BlackBerry and Nokia’s legal feud is not quite as entertaining as Qualcomm and Apple’s, but just in case you need a bit more corporate drama in your life, here’s the latest in the ongoing battle between two once-dominant mobile phone manufacturers.
The International Chamber of Commerce’s International Court of Arbitration has ruled in Nokia’s favour in a contract dispute case that BlackBerry submitted for arbitration in April 2016.
The dispute has to do with whether certain payments allegedly due under a patent license contract between the companies were in fact owed to Nokia under the terms of the agreement.
BlackBerry released a press statement that said it accepted the decision, and would pay the $137 million.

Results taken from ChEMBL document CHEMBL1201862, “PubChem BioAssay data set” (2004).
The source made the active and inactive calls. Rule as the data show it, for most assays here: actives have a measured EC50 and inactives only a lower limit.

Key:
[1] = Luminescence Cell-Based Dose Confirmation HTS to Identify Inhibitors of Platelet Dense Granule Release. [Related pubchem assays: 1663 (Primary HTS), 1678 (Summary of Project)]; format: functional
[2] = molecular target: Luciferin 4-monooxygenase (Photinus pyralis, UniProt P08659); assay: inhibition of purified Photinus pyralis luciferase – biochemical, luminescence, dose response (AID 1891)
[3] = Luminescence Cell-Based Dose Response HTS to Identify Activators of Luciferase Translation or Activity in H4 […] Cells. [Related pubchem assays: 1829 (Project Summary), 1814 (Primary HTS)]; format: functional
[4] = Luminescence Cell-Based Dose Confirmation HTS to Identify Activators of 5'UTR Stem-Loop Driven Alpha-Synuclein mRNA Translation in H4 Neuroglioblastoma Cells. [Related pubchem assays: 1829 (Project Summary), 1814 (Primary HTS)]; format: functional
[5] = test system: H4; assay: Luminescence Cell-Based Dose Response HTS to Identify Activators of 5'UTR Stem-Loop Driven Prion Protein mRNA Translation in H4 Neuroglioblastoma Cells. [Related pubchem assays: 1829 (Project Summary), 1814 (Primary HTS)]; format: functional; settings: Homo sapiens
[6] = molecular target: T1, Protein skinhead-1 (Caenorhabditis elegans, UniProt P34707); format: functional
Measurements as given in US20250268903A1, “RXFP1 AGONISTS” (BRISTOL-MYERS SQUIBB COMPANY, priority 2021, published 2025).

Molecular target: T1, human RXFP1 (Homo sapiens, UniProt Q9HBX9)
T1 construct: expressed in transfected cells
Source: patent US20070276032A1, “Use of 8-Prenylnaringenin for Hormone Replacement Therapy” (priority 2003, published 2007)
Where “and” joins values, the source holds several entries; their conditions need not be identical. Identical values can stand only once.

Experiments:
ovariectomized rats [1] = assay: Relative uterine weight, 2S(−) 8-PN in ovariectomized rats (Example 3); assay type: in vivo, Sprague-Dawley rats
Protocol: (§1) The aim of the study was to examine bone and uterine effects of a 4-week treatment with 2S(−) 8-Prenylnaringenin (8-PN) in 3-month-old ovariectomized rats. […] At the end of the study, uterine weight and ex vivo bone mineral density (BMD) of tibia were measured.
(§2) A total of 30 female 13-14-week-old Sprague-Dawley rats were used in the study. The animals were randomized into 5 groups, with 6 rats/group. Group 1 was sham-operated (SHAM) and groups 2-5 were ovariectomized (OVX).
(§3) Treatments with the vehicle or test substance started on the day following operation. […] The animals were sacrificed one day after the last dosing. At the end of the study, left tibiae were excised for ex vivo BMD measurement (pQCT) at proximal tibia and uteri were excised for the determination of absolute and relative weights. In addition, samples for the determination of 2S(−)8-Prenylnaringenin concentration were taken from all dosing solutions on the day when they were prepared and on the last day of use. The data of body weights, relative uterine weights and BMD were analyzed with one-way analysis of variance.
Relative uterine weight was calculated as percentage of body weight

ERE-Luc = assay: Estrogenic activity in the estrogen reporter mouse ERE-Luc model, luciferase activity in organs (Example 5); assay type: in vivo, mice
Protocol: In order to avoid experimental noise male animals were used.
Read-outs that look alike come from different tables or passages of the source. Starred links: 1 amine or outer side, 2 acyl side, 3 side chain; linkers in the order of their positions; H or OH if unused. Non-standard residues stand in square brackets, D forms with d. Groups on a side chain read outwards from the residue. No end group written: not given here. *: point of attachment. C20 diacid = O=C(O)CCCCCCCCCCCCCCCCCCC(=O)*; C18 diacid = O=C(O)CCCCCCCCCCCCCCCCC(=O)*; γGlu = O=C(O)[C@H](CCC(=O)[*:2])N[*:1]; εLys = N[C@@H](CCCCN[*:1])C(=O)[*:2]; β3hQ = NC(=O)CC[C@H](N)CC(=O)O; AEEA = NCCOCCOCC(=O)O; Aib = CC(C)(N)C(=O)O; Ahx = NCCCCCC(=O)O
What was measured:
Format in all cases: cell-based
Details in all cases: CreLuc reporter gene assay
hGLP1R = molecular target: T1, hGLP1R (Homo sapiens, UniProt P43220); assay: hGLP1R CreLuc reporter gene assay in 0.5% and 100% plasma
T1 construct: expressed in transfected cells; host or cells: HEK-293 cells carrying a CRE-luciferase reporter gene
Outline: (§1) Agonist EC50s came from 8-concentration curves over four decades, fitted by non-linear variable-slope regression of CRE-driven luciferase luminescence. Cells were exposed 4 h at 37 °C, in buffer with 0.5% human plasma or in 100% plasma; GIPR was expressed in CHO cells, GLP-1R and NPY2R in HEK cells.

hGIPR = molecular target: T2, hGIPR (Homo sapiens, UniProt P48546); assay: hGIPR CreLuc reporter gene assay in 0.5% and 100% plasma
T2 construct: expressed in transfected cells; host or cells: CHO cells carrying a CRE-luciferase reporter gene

But while BlackBerry has conceded to pay out in this contract dispute, the Waterloo-based company makes it clear it won’t stop fighting Nokia on other fronts.
“BlackBerry is disappointed that the Court of Arbitration did not agree with our arguments in the case but we accept their decision,” stated the company.
“This ruling does not change BlackBerry’s assertion that Nokia is infringing on our intellectual property and we are continuing to vigorously pursue legal remedies in both the US and Germany.”
BlackBerry filed its US patent infringement suit in February 2017, demanding royalties related to the Finnish company’s mobile network products, including its Flexi Multiradio base stations, radio network controllers and Liquid Radio software, which it said were covered by as many as 11 of its own patents.
Nokia, a former cellphone manufacturing giant, now focuses mostly on network technology — though handsets under the Nokia brand-name are now being produced by HMD Global, in a similar fashion to TCL’s production of BlackBerry-brand handsets.